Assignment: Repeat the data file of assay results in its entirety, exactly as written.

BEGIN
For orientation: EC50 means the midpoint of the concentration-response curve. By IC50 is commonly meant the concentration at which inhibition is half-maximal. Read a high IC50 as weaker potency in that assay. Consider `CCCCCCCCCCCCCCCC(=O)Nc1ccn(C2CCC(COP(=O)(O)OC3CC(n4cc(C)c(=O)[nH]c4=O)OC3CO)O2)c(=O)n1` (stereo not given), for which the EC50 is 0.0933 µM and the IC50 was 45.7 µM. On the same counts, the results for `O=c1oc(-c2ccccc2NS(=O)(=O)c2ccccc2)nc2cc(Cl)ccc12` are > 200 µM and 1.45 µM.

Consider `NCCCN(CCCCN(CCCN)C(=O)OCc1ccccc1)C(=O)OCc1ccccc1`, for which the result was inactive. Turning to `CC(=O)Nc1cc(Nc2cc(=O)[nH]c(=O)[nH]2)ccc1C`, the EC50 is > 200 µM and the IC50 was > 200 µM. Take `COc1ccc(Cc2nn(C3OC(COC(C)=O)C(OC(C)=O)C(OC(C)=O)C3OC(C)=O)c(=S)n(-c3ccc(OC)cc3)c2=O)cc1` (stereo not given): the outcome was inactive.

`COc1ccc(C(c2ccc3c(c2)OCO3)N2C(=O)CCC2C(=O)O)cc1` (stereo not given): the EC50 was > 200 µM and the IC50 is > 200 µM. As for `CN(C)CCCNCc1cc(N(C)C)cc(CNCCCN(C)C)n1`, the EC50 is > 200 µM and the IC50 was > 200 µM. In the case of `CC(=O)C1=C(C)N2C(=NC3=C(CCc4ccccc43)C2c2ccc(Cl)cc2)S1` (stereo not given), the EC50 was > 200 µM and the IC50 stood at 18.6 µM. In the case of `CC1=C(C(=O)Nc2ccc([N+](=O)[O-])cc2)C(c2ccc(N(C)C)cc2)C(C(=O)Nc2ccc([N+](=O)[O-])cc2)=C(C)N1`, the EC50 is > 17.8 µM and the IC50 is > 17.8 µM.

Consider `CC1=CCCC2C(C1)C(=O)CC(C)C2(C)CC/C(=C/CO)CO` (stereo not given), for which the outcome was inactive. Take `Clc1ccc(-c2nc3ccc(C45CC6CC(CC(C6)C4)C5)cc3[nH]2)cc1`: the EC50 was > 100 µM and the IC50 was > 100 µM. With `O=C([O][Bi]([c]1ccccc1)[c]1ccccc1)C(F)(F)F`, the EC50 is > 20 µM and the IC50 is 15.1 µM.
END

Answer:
For orientation: EC50 means the midpoint of the concentration-response curve. By IC50 is commonly meant the concentration at which inhibition is half-maximal. Read a high IC50 as weaker potency in that assay. Consider `CCCCCCCCCCCCCCCC(=O)Nc1ccn(C2CCC(COP(=O)(O)OC3CC(n4cc(C)c(=O)[nH]c4=O)OC3CO)O2)c(=O)n1` (stereo not given), for which the EC50 is 0.0933 µM and the IC50 was 45.7 µM. On the same counts, the results for `O=c1oc(-c2ccccc2NS(=O)(=O)c2ccccc2)nc2cc(Cl)ccc12` are > 200 µM and 1.45 µM.

Consider `NCCCN(CCCCN(CCCN)C(=O)OCc1ccccc1)C(=O)OCc1ccccc1`, for which the result was inactive. Turning to `CC(=O)Nc1cc(Nc2cc(=O)[nH]c(=O)[nH]2)ccc1C`, the EC50 is > 200 µM and the IC50 was > 200 µM. Take `COc1ccc(Cc2nn(C3OC(COC(C)=O)C(OC(C)=O)C(OC(C)=O)C3OC(C)=O)c(=S)n(-c3ccc(OC)cc3)c2=O)cc1` (stereo not given): the outcome was inactive.

`COc1ccc(C(c2ccc3c(c2)OCO3)N2C(=O)CCC2C(=O)O)cc1` (stereo not given): the EC50 was > 200 µM and the IC50 is > 200 µM. As for `CN(C)CCCNCc1cc(N(C)C)cc(CNCCCN(C)C)n1`, the EC50 is > 200 µM and the IC50 was > 200 µM. In the case of `CC(=O)C1=C(C)N2C(=NC3=C(CCc4ccccc43)C2c2ccc(Cl)cc2)S1` (stereo not given), the EC50 was > 200 µM and the IC50 stood at 18.6 µM. In the case of `CC1=C(C(=O)Nc2ccc([N+](=O)[O-])cc2)C(c2ccc(N(C)C)cc2)C(C(=O)Nc2ccc([N+](=O)[O-])cc2)=C(C)N1`, the EC50 is > 17.8 µM and the IC50 is > 17.8 µM.

Consider `CC1=CCCC2C(C1)C(=O)CC(C)C2(C)CC/C(=C/CO)CO` (stereo not given), for which the outcome was inactive. Take `Clc1ccc(-c2nc3ccc(C45CC6CC(CC(C6)C4)C5)cc3[nH]2)cc1`: the EC50 was > 100 µM and the IC50 was > 100 µM. With `O=C([O][Bi]([c]1ccccc1)[c]1ccccc1)C(F)(F)F`, the EC50 is > 20 µM and the IC50 is 15.1 µM.